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Delaware Ag Museum to use $1.6 million for lighting, electrical upgrades

Charles Megginson Government, Headlines

a large room

The Delaware Agriculture Museum in Dover showcases the state’s biggest industry.

 

The Delaware Agricultural Museum and Village in Dover is set to undergo major improvements after receiving a $1.6 million grant from the state’s bond bill.

The museum plans to use the grant to complete much-needed infrastructural improvements, including electrical and energy-efficient lighting upgrades to the museum’s main building, all with the goal of enhancing the visitor experience, according to executive director Carolyn Claypoole. 

With the funds, the museum hopes to create a “model, multi-use facility with programs that promote Delaware agriculture.”

The 2022 bond bill included $70 million for one-time allocations that legislators earmark for nonprofits, schools, and community agencies in their districts. The bond bill set a record with $1.3 billion in projects, in part propped up by a budget surplus of over $1 billion.

The museum opened its doors in 1980. In its more than 40 years of operation, it has developed exhibits and programs aimed at educating visitors about Delaware’s largest industry. 

Claypoole said the facility may upgrade the lobby and gift shop area if it has money left after completing the essential projects. 

“We are elated at the news that we received $1.6 million in bond bill funding,” Claypoole said. “Our main building is now approximately 43 years old and has been in dire need of upgrades for many years.”

Work is set to begin in September and, if all goes according to plan, should be complete by mid-winter 2022, she said.

In order to maintain minimal disruption to visitors, most of the work will take place at night and on Sundays, Mondays and Tuesdays, when the museum is not open to the public.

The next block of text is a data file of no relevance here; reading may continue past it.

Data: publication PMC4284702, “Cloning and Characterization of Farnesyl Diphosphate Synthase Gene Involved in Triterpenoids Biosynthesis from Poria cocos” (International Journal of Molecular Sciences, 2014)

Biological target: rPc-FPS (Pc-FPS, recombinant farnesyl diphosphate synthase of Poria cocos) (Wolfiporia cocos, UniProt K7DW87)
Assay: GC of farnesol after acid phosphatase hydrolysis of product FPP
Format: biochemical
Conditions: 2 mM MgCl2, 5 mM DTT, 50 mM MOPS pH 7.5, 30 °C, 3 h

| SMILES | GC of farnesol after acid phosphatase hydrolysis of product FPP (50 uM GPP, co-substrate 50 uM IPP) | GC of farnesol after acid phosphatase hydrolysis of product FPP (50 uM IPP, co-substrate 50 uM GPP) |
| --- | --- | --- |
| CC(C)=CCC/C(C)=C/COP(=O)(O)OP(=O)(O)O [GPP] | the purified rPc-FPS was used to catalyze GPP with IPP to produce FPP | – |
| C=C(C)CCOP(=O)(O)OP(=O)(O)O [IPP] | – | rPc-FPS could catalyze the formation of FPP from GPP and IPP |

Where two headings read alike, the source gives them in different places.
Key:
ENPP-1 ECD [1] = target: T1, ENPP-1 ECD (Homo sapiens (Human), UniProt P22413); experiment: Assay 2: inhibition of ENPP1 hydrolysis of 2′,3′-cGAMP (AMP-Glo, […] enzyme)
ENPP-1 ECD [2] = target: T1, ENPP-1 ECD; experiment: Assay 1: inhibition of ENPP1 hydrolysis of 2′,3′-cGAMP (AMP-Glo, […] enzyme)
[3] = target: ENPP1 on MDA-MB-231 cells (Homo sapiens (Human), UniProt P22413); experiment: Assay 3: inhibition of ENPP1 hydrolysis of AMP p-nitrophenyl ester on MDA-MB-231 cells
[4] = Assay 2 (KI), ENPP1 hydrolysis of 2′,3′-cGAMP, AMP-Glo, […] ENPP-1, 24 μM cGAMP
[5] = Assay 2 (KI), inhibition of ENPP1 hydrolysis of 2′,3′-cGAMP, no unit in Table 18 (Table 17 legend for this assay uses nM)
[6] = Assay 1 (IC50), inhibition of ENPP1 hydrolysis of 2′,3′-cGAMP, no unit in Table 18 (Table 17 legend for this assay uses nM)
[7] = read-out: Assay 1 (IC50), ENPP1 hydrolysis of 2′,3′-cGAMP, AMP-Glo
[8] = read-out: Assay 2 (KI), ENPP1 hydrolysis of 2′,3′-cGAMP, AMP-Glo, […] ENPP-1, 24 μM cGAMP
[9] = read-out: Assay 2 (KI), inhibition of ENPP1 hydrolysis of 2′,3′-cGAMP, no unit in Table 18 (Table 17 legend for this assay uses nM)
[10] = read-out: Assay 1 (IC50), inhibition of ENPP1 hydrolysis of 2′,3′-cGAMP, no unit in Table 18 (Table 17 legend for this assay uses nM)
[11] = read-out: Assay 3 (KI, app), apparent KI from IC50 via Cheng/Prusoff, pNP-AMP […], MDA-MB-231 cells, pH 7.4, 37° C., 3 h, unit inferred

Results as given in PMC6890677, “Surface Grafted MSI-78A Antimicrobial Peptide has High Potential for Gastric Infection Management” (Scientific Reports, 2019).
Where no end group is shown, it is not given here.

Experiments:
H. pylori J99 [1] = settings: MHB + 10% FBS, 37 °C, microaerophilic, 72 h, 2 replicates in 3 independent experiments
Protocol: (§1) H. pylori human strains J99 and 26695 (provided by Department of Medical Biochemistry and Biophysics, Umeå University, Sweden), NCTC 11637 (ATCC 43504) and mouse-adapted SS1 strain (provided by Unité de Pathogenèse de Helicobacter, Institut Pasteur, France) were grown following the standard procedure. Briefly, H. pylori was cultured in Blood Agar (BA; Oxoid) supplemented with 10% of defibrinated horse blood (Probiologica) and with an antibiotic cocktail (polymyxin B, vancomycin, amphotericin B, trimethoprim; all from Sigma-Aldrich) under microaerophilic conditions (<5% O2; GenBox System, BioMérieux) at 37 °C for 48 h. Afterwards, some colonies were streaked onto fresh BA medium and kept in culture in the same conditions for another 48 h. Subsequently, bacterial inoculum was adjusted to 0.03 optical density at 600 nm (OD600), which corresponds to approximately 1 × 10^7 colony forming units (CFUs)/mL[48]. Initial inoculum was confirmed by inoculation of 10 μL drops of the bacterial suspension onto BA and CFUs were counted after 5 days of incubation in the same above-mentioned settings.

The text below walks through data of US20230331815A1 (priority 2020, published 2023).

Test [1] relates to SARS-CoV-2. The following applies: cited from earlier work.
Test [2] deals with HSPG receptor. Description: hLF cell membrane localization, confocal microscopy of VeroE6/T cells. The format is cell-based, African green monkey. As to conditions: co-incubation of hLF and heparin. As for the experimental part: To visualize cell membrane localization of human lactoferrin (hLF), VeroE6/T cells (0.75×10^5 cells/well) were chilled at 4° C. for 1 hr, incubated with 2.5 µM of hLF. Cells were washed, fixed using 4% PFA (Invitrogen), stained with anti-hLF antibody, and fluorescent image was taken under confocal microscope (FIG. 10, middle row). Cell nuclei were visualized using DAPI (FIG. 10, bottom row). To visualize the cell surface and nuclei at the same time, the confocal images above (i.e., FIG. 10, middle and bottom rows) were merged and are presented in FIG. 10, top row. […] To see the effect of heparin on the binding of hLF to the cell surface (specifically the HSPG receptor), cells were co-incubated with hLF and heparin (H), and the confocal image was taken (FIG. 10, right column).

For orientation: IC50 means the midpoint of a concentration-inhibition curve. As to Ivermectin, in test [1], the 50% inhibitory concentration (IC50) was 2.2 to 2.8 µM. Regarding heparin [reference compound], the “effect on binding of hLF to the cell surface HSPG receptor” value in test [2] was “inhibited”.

The museum attracts about 9,000 visitors per year, including those who come for special events. 

Claypoole said the museum’s size allowed it to resume operation after the brunt of the COVID pandemic was over.

“Because we have a 38,000-square-foot facility we were able to welcome people here safely for a series of our annual events as well as some new events that we have planned,” Claypoole said. 

Loockerman Landing is the unofficial name for the five-acre 1890s village located on the museum’s campus.

The village features historic buildings that were brought to the museum from across the state. The oldest building dates back to 1825 while the most recent building dates to 1900. 

Buildings include a general store (c. 1873), farmhouse (c. 1893), schoolhouse (c. 1850), train station (c. 1864), blacksmith shop (c. 1850), wheelwright shop (c. 1886) and a barbershop (c. 1900). 

The recently restored St. Thomas Episcopal Methodist Church (c. 1857) is even available for private wedding ceremonies. 

The historic buildings benefitted from renovations last year made possible by a $150,000 grant from the Crystal Trust, which allocates grants to nonprofits focused on education, social and family services, and programs for seniors, the disadvantaged and the homeless.

The museum plans to launch a living history program at Loockerman Landing which will have re-enactors providing visitors with a first person look at life in rural Delaware in the 19th century.

“We are working on many new ways to enhance the visitor experience at our museum,” said Claypoole. “The Agricultural Museum is beloved by all who come here and we’re just working on new ways to share the museum and to grow the museum to broaden our reach within the state and the region and now around the country through virtual field trips.”

The museum’s grant was requested by Sen. Colin Bonini, R-Frederica. Bonini serves on the Capital Improvements Committee, which allocates the community redevelopment grants. 

“The Agricultural Museum is a true Delaware treasure and a significant educational and economic asset for Kent County,” Bonini said. “Thousands of Delaware school children visit the museum and it is a hub for Delaware’s important agricultural legacy.”

The museum and village are located at 866 N Dupont Highway in Dover. It’s open Wednesday through Saturday from 10 a.m. to 3 p.m. Admission costs $5 for visitors ages 18 and up, $3 for visitors between the ages of 6 and 17. Visitors 5 and under are free. For more, go here.

 

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